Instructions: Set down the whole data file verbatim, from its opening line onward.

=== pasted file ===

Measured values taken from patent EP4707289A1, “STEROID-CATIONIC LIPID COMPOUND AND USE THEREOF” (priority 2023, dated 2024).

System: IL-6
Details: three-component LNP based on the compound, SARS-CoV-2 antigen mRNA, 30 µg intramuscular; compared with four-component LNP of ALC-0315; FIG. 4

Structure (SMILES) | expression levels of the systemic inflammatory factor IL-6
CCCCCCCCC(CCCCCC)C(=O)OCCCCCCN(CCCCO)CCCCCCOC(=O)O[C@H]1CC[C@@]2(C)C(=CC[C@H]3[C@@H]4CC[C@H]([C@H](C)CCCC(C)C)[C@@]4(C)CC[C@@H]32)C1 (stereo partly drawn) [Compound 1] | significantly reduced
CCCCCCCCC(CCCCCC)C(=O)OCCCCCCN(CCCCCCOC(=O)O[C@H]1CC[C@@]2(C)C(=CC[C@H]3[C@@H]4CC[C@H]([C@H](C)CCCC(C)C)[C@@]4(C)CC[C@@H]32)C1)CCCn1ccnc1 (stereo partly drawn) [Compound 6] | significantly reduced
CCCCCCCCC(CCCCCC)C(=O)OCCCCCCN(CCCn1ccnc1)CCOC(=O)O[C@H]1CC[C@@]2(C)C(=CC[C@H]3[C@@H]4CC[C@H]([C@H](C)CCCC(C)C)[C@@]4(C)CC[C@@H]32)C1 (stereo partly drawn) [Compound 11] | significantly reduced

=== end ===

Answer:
Measured values taken from patent EP4707289A1, “STEROID-CATIONIC LIPID COMPOUND AND USE THEREOF” (priority 2023, dated 2024).

System: IL-6
Details: three-component LNP based on the compound, SARS-CoV-2 antigen mRNA, 30 µg intramuscular; compared with four-component LNP of ALC-0315; FIG. 4

Structure (SMILES) | expression levels of the systemic inflammatory factor IL-6
CCCCCCCCC(CCCCCC)C(=O)OCCCCCCN(CCCCO)CCCCCCOC(=O)O[C@H]1CC[C@@]2(C)C(=CC[C@H]3[C@@H]4CC[C@H]([C@H](C)CCCC(C)C)[C@@]4(C)CC[C@@H]32)C1 (stereo partly drawn) [Compound 1] | significantly reduced
CCCCCCCCC(CCCCCC)C(=O)OCCCCCCN(CCCCCCOC(=O)O[C@H]1CC[C@@]2(C)C(=CC[C@H]3[C@@H]4CC[C@H]([C@H](C)CCCC(C)C)[C@@]4(C)CC[C@@H]32)C1)CCCn1ccnc1 (stereo partly drawn) [Compound 6] | significantly reduced
CCCCCCCCC(CCCCCC)C(=O)OCCCCCCN(CCCn1ccnc1)CCOC(=O)O[C@H]1CC[C@@]2(C)C(=CC[C@H]3[C@@H]4CC[C@H]([C@H](C)CCCC(C)C)[C@@]4(C)CC[C@@H]32)C1 (stereo partly drawn) [Compound 11] | significantly reduced